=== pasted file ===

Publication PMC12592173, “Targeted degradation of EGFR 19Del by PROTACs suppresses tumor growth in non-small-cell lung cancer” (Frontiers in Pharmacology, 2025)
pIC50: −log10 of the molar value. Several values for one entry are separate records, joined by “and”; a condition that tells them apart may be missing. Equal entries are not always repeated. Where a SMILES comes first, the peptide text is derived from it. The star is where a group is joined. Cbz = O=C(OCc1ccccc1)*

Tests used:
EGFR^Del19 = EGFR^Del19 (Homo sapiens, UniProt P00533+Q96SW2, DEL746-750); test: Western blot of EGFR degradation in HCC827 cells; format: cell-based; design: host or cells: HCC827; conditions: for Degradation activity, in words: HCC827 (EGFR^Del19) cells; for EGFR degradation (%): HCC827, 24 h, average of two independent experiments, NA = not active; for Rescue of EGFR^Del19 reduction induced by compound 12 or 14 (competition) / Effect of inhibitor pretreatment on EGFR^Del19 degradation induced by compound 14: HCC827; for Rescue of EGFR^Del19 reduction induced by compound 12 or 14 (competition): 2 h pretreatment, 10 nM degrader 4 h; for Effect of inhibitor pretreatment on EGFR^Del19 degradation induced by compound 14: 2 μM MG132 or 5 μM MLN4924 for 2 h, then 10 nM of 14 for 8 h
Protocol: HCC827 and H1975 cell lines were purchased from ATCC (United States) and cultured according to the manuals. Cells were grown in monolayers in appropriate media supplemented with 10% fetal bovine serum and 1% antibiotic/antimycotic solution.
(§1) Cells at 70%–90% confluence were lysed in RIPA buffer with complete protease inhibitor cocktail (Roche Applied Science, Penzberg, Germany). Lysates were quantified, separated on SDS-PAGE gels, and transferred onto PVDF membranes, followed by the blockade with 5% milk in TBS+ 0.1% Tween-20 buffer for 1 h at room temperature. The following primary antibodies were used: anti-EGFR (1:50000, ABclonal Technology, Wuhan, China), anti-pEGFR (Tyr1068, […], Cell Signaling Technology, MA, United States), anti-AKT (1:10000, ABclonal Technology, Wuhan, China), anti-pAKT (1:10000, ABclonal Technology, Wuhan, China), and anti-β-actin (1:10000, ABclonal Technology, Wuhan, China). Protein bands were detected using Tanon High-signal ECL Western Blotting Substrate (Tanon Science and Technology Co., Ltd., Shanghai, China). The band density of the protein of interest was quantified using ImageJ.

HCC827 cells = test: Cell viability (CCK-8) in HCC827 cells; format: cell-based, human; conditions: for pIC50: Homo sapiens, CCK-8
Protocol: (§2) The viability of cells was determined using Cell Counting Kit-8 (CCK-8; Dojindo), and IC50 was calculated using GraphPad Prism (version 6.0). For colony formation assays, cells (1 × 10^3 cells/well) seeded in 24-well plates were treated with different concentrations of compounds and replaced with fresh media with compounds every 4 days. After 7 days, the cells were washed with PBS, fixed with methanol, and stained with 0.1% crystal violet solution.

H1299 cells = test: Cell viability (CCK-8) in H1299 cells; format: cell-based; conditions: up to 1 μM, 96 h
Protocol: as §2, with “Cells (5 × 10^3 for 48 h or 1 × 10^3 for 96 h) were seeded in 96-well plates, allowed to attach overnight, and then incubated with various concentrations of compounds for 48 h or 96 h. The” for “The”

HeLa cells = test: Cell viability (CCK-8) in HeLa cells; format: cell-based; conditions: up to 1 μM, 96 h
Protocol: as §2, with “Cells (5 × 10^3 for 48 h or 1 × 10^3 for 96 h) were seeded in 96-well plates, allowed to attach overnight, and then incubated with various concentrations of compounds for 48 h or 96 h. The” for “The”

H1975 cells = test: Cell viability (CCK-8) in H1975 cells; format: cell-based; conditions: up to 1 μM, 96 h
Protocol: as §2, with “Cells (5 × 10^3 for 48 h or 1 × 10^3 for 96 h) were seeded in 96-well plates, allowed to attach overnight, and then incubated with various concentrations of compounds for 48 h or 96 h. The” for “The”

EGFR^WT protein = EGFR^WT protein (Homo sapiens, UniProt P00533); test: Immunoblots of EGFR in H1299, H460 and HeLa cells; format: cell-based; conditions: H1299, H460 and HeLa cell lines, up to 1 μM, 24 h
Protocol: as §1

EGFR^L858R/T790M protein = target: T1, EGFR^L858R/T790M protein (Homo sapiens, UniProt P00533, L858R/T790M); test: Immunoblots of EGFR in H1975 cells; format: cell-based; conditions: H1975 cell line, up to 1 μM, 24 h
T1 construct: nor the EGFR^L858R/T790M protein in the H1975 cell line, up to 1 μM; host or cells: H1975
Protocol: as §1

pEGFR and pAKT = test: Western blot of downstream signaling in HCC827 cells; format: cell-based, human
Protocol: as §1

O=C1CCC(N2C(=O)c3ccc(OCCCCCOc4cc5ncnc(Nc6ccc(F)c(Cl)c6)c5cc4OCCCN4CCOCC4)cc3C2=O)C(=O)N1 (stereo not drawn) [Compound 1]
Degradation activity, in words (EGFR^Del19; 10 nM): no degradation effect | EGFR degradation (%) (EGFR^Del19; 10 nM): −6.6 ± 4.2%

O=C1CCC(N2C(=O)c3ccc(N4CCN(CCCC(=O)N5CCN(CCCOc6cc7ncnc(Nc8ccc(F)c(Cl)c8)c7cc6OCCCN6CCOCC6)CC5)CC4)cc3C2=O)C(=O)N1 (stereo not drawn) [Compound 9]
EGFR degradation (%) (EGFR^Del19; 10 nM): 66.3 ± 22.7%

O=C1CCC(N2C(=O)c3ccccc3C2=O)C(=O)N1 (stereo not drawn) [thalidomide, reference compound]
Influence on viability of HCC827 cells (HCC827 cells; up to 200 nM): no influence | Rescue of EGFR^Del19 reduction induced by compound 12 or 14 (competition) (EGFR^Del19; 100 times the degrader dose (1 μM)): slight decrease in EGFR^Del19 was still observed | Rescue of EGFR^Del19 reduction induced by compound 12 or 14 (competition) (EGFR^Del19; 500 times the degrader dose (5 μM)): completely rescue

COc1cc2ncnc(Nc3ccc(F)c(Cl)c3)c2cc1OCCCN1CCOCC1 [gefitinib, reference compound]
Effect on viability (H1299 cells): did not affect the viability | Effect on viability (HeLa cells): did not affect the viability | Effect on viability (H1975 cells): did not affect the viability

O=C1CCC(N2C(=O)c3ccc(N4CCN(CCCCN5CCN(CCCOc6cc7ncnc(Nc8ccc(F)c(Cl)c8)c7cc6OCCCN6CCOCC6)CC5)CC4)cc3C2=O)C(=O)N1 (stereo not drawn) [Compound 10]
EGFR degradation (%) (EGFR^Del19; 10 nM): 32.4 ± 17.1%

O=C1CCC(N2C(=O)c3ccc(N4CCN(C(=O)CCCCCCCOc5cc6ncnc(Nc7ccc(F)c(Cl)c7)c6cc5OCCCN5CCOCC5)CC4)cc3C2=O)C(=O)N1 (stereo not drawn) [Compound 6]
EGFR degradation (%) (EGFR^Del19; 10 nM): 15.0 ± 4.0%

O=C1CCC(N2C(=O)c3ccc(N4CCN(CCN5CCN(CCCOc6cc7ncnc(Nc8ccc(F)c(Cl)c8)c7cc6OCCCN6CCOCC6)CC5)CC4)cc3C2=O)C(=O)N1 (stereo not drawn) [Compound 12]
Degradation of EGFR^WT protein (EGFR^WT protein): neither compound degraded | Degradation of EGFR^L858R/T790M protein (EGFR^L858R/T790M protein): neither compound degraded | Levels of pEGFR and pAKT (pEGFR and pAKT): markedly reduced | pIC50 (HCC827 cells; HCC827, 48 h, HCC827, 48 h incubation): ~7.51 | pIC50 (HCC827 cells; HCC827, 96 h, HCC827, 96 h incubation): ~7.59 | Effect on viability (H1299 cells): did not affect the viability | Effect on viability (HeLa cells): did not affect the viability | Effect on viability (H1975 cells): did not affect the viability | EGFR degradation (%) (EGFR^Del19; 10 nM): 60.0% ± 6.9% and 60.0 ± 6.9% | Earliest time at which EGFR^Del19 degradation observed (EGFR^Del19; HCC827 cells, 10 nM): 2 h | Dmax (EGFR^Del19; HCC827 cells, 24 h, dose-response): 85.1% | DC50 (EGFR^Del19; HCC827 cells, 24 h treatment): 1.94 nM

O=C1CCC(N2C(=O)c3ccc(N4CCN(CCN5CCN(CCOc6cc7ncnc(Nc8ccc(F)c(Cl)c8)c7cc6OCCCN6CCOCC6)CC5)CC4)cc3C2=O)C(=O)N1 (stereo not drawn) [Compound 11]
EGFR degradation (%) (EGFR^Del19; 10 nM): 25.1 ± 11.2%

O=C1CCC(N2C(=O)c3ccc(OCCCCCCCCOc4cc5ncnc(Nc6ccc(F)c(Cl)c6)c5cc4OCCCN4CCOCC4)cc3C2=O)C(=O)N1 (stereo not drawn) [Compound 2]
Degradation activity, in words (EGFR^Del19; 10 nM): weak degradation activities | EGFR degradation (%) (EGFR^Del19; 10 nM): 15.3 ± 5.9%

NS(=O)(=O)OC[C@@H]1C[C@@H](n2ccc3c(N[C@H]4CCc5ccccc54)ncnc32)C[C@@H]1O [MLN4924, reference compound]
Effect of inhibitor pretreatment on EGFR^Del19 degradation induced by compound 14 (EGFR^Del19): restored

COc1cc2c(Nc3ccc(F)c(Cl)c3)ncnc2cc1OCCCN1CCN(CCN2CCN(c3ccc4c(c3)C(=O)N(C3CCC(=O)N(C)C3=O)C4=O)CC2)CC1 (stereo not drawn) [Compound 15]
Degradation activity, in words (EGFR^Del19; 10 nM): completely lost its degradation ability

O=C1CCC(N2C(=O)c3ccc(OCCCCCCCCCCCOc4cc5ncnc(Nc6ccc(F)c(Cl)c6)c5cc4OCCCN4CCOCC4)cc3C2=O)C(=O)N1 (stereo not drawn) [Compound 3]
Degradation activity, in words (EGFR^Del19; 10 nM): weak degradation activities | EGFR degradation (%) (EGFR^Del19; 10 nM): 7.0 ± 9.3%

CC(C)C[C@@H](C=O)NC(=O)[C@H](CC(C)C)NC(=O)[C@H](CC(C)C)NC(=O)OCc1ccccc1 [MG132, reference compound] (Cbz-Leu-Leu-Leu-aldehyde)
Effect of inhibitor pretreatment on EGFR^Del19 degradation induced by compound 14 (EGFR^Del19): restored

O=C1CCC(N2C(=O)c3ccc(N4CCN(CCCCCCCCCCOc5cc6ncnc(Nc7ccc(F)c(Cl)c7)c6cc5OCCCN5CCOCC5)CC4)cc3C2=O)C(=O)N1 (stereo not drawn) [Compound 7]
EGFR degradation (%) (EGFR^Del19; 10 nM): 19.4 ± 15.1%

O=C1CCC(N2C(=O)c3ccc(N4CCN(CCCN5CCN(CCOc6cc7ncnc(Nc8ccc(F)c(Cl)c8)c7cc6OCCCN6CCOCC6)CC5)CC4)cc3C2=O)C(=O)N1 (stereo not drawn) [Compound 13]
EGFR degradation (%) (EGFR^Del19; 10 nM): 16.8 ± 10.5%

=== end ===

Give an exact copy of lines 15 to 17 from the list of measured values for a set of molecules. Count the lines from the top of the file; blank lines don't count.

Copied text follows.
EGFR^WT protein = EGFR^WT protein (Homo sapiens, UniProt P00533); test: Immunoblots of EGFR in H1299, H460 and HeLa cells; format: cell-based; conditions: H1299, H460 and HeLa cell lines, up to 1 μM, 24 h
Protocol: as §1

EGFR^L858R/T790M protein = target: T1, EGFR^L858R/T790M protein (Homo sapiens, UniProt P00533, L858R/T790M); test: Immunoblots of EGFR in H1975 cells; format: cell-based; conditions: H1975 cell line, up to 1 μM, 24 h